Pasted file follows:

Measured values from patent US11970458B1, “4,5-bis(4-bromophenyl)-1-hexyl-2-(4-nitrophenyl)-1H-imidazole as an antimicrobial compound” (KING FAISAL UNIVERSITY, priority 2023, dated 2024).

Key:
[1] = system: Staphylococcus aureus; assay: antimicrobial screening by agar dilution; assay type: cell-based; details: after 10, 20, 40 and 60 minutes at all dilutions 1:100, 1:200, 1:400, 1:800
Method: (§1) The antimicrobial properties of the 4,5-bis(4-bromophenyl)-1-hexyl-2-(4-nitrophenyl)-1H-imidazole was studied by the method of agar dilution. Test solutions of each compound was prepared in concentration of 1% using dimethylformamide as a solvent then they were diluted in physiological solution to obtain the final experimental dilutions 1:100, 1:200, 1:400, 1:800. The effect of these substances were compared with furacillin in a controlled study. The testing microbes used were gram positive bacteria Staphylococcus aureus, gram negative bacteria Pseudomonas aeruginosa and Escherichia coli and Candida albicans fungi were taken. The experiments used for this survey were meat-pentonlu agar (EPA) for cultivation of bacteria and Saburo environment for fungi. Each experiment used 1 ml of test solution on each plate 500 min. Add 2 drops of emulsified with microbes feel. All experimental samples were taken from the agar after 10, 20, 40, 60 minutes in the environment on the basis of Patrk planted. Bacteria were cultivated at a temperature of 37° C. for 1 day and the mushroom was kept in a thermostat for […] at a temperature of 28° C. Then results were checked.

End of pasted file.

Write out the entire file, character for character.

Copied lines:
Measured values from patent US11970458B1, “4,5-bis(4-bromophenyl)-1-hexyl-2-(4-nitrophenyl)-1H-imidazole as an antimicrobial compound” (KING FAISAL UNIVERSITY, priority 2023, dated 2024).

Key:
[1] = system: Staphylococcus aureus; assay: antimicrobial screening by agar dilution; assay type: cell-based; details: after 10, 20, 40 and 60 minutes at all dilutions 1:100, 1:200, 1:400, 1:800
Method: (§1) The antimicrobial properties of the 4,5-bis(4-bromophenyl)-1-hexyl-2-(4-nitrophenyl)-1H-imidazole was studied by the method of agar dilution. Test solutions of each compound was prepared in concentration of 1% using dimethylformamide as a solvent then they were diluted in physiological solution to obtain the final experimental dilutions 1:100, 1:200, 1:400, 1:800. The effect of these substances were compared with furacillin in a controlled study. The testing microbes used were gram positive bacteria Staphylococcus aureus, gram negative bacteria Pseudomonas aeruginosa and Escherichia coli and Candida albicans fungi were taken. The experiments used for this survey were meat-pentonlu agar (EPA) for cultivation of bacteria and Saburo environment for fungi. Each experiment used 1 ml of test solution on each plate 500 min. Add 2 drops of emulsified with microbes feel. All experimental samples were taken from the agar after 10, 20, 40, 60 minutes in the environment on the basis of Patrk planted. Bacteria were cultivated at a temperature of 37° C. for 1 day and the mushroom was kept in a thermostat for […] at a temperature of 28° C. Then results were checked.